There was a women who came before me who was a mule in the drug organization -- mule in the sense that she simply touhed some quantity of cocaine. The mandatory minimum was ten years. Her lawyer, who was not particularly good, negotiated the safety valve, in other words, convinced the government not to give her a non-mandatory minimum sentence but to sentence her according to the regular sentencing guidelines. Of course the lawyer didn't have to negotiate for that at all. That was my discretion.

The lawyer negotiated. The regular sentencing guidelines went from an astonishing ten years to an equally astonishing seven years. For a first offender who was dealing, essentially carrying drugs from one location to another. I walked out on the bench. I tried to figure out whether this made a particle of sense. I have a probation report in front of me that describes the women's life and begins to talk about what her life has been like. Well, it says she's been beaten by her father, beaten by her first husband. There are all sorts of restraining orders in the record, and no one asked whether she had been beaten by her supplier. Because of course in this lexicon, it didn't matter. The lawyer was looking at the bottom line. The probation officer saw her essentially as a stereotype. A Hispanic lady who was a mule for a drug dealer. I, on federal money, hired an expert in battering, Battered Women Syndrome, who reviewed her record and discovered that there were very complicated relationships between her and the supplier, and I departed to probation and the government did not appeal.

There are stories underneath each of the stereotypes that pass in front of me every day. So these kinds of sentencing policies have led to the United States having a higher proportion in this population incarcerated than any other country in the world. Now, maybe this is acceptable if it would make a difference. I'm going to be the devil's advocate. Assuming it would make a difference and maybe it would be acceptable that there would be these human cost, but it does not make a difference. And here I'm getting a little bit out of role. The reading that I've done suggests that, in fact, what we have done, the commentator said, is created price support for the drug industry. By attempting to restrict the supply, we have increased the profits and therefore created enormous incentives for people to continue this business no matter what. And in fact as one described it, if the cocaine industry had commissioned a consultant to design a mechanism to insure profitability, it couldn't have done better than the war on drugs. There's just enough pressure to inflate prices but ot enough to keep the product from the market. So this is enormously profitable. And another commentator described what he dubbed the Hydra Effect, which means drugs are so profitable and so cheap to produce that even if you begin to cut off the supply in one part of the world, it simply rears its head in another part of the world.

In addition, it doesn't help because there are two kinds of crimes which are essentially created by the drug war and that is (1) addiction-based crime. That is, if you're an addict, the amount of money that you need to spend to get drugs is so high it leads to crime. If it costs the same as beer or drink. It would be less so. And then there's (2) trade-based crime, essentially turf wars because it is so profitable and we have made it profitable.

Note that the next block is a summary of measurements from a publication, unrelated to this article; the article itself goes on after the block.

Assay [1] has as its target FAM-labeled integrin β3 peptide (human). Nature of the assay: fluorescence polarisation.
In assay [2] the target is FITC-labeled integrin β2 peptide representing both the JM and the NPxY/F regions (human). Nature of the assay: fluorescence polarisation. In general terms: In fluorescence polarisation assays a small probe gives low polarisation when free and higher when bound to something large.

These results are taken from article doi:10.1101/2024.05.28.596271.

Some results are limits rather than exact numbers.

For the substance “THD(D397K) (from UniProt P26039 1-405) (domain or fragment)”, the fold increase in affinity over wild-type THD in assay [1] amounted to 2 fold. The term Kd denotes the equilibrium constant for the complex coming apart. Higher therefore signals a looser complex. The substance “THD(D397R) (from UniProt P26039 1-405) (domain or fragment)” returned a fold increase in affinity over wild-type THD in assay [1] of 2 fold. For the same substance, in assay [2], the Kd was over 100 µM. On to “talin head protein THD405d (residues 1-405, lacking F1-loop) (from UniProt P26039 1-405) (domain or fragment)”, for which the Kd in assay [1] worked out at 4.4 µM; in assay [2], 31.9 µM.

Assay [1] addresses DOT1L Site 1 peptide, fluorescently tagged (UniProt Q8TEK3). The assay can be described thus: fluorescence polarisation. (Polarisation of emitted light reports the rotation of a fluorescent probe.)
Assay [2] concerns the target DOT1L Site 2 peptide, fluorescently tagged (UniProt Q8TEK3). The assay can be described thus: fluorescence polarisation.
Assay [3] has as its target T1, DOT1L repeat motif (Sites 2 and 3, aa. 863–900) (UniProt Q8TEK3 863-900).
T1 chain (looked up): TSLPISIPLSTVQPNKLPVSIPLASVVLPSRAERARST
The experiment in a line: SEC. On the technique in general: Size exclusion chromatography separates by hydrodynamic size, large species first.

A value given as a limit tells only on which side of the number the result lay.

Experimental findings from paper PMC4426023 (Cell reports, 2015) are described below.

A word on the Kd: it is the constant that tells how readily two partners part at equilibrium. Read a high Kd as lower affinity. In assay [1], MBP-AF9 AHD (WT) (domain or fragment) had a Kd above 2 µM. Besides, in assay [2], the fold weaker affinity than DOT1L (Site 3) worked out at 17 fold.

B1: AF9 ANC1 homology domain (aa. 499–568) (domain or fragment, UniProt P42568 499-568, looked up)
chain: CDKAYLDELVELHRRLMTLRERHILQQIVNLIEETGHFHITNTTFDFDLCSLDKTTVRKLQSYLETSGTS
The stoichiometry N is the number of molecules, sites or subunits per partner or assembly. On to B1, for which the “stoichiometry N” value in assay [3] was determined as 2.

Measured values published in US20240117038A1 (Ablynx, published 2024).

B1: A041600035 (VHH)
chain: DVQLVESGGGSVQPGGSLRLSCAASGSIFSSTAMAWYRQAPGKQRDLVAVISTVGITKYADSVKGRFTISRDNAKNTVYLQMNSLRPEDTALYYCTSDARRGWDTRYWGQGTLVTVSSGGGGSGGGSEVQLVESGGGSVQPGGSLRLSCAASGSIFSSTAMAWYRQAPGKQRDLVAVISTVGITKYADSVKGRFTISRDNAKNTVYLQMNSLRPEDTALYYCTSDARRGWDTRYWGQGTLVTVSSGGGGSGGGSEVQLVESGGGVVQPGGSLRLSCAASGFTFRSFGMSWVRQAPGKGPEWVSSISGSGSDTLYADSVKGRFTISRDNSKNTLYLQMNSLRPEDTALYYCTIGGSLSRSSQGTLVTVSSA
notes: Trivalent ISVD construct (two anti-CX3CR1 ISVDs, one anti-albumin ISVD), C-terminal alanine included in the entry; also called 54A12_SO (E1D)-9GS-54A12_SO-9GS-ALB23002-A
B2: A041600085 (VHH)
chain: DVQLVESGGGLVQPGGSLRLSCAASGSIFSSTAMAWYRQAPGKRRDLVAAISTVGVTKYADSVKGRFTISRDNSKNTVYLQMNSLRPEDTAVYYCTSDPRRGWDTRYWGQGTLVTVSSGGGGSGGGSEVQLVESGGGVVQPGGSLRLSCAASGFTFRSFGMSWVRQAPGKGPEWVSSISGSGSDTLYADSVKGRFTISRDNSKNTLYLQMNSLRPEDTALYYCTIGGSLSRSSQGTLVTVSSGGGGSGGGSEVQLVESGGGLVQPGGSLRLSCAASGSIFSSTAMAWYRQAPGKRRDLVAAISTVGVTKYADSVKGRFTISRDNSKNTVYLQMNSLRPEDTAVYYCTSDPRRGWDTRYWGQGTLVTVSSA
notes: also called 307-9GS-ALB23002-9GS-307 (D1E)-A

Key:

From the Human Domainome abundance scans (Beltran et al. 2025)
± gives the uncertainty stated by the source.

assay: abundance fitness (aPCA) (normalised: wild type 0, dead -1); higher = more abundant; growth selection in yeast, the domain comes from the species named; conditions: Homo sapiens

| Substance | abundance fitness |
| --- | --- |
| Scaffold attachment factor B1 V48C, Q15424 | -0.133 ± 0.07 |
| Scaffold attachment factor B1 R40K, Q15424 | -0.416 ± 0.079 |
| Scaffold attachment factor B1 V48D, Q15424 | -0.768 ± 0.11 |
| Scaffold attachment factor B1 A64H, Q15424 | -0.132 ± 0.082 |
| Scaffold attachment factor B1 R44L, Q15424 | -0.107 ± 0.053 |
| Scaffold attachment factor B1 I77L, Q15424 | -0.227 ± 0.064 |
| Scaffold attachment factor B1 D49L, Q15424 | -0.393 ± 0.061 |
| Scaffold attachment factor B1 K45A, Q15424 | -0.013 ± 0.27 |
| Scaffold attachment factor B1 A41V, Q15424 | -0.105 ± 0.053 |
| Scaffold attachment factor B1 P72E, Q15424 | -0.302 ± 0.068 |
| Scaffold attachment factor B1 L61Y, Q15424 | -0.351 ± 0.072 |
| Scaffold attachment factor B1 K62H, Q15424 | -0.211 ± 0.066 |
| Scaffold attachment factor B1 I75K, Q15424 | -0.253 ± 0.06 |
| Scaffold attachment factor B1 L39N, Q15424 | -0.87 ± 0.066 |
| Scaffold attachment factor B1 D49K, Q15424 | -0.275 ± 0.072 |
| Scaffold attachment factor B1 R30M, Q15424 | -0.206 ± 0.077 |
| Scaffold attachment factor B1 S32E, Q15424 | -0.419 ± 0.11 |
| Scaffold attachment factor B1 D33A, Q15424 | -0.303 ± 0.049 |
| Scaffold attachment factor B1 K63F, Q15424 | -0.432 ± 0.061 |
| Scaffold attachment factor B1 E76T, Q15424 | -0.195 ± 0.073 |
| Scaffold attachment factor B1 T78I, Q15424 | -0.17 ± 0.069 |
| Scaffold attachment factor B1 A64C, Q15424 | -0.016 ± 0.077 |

I heard another judge mention another thing, that it brings people in contact with the criminal culture. You may wish to avoid ne'er do wells, but when you have to get your drugs, you obviously can't. So it brings people in contact with a culture it normally wouldn't be in contact with, and it makes the system worse in a way which directly effects what I do as a judge.

For every dollar spent on incarceration, there is one dollar less on treatment, and treatment works. Treatment works. It may not work in every case to totally eliminate use anymore than alcohol treatment eliminates all alcoholism. It eliminates abuse. And drug treatment, in some percentage of the cases, works to reduce dependence on drugs and allows people to function; and in some cases wipes it out all together.

I have sent people to prisons from one end of the country to the other where they will be making license plates and not getting treatment. And not getting treatment because the money's at the border.

The "war" mentality makes the system worse in other ways you and I can see acutely.

One way is that I think you've seen it was in 1994 that Boston police officers raided the home of Reverend Asaline Williams. It was a drug raid. It was supposed be a surprise drug raid. There had been an informant who led them supposedly to the wrong house. This is not an unusual story. It turned out it was completely wrong. The man had a heart attack and died.

The drug war relies on informants and searches of these sorts. They rely on informants because, unlike other crimes started this 30 years ago, this was described as a crime without victims. Nobody talked about that anymore and I quite agree there are victims here. But the reason why informants are singularly in drug cases is because no one is complaining, neither the purchaser, nor the dealer, nor the user. And so the only way the enforcement can take place is by informants which is a corrupting and difficult way for the system to operate.